Saturday, October 1, 2022

The Troubled Legacy of Sheikh Mujibur Rahman

Suhrawardy and Sheikh Mujib in 1949

Sheikh Mujibur Rahman is eulogized as the freedom fighter who led the successful campaign for Bangladesh’s independence from Pakistan and, in 1971, became the country’s first prime minister. But he had a murky background. He honed his political skills in one of the most turbulent and violent periods in Bengal’s history. 

Sheikh Mujib's political career took off in 1938, when he came in contact with Huseyn Shaheed Suhrawardy. Suhrawardy asked Sheikh Mujib to organize Bengal’s Muslim youth into a political body. The All India Muslim Students Federation was created in 1940 and, with Suhrawardy’s support, Sheikh Mujib became its leader. In 1943, Sheikh Mujib joined the Bengal Muslim League and began to work for achieving the League’s agenda of creating a separate homeland for Muslims. In the 1946 Calcutta massacre, in which thousands of Hindus were killed, Sheikh Mujib’s student federation played a pivotal role. 

Suhrawardy is the infamous "Butcher of Bengal” for Indians. He is blamed for being the mastermind behind the 1946 Calcutta massacre. But in Bangladesh, he is revered as Sheikh Mujib's mentor. Since Sheikh Mujib was operating as Suhrawardy’s chief lieutenant in Bengal, he was equally responsible for the communal violence that engulfed Bengal in this period. Like Suhrawardy, he too deserves the label of “Butcher of Bengal.” 

Sheikh Mujib was good at leading guerrilla armies and unleashing violence, but he didn’t have the skill to provide good governance to a nation. Within months of his taking over as Bangladesh’s prime minister, it was apparent that he was bereft of administrative skills. His government became bogged down in corruption scandals and petty power struggles erupted between his close associates. In 1974, Bangladesh was struck by a famine, regarded as the worst in the twentieth century—close to 1.5 million people, several times more than the number killed in the 1971 war of liberation, starved to death. Sheikh Mujib’s government tried to whitewash this catastrophe by claiming that only 27,000 had perished. 

Neamat Imam has written a brilliant novel called The Black Coat on Sheikh Mujib’s troubled political legacy. The novel does not go into the role that Sheikh Mujib played in fomenting communal violence in Bengal during the 1930s and the 1940s—its focus is on his role as the prime minister of Bangladesh in the 1970s. Imam presents a dystopian view of Bangladesh under Sheikh Mujib. The novel’s title comes from the black coat that Sheikh Mujib and his followers used to wear. This black coat (also known as the Mujib coat), Imam notes, became, in the eyes of the Bangladeshis, the symbol of tyranny and corruption.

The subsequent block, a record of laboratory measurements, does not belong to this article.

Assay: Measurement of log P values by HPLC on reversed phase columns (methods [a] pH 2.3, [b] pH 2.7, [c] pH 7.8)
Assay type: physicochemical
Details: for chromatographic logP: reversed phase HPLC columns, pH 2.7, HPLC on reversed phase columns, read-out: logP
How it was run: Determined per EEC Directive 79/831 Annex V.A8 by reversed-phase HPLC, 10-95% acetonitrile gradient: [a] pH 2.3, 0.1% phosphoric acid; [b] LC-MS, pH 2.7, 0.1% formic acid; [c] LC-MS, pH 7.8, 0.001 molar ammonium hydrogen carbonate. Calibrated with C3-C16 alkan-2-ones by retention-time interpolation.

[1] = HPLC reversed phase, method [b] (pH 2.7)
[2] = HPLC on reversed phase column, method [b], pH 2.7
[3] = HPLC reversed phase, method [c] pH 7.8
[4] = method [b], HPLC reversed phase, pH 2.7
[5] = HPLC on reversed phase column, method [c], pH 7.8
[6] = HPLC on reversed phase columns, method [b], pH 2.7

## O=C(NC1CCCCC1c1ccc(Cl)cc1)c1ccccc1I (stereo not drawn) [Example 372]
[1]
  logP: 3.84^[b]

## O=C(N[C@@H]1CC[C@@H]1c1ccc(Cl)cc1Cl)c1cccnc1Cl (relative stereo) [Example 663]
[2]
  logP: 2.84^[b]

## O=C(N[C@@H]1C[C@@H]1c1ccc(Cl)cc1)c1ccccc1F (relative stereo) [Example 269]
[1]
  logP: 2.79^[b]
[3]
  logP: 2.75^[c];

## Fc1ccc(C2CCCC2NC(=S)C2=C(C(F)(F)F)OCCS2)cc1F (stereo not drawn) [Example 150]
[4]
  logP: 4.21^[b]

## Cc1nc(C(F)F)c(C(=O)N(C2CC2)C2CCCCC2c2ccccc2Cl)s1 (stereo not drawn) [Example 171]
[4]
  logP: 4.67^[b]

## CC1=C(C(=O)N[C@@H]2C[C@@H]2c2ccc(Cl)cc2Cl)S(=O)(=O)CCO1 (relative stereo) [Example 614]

Reflecting on the loot that happened during Sheikh Mujib’s reign, Imam writes: “though the thugs came with different names, with different levels of power, they all came wearing the Mujib coat, and raising the Joy Bangla slogan. They all introduced themselves as his [Sheikh Mujib’s] relatives, his dear friends, his dedicated supporters, who professed to sacrifice their lives for him. Then they looted. They attended his public speeches, worshipped him as the founder of their nation, and looted. They hung his picture in their offices, sitting rooms, bedrooms, waiting rooms, and looted as much as they wanted.” 

The novel is narrated by the protagonist, Khaleque Biswas, a wartime reporter who lost his job because he was intent on telling the truth to his readers—journalists who told the truth were not appreciated by the political elites in Sheikh Mujib’s Bangladesh. One day an illiterate man called Nur Hussain turned up at Biswas’s door. In a bizarre attempt to make money for his survival, Biswas trained Hussain to deliver Sheikh Mujib’s classic 1971 liberation speech. Then he dressed him in a black coat and took him to deliver the speech at street corners. Many people were impressed by Hussain’s ability to mimic Sheikh Mujib and they threw a few coins at his feet.

Imam gives a dark account of the catastrophic 1974 famine. Refugees from the countryside kept pouring into Dhaka. But Dhaka was itself starving; the city had no food, no shelter to offer to the refugees. People dying of starvation in the streets became a common sight. It was impossible for Biswas and Hussain to evade the truth that instead of bringing freedom and prosperity, Sheikh Mujib had brought tyranny, starvation, and misery. In 1975, Sheikh Mujib was assassinated. His death did not herald the end of tyranny; it led to new power struggles and nightmares for the masses.

No comments: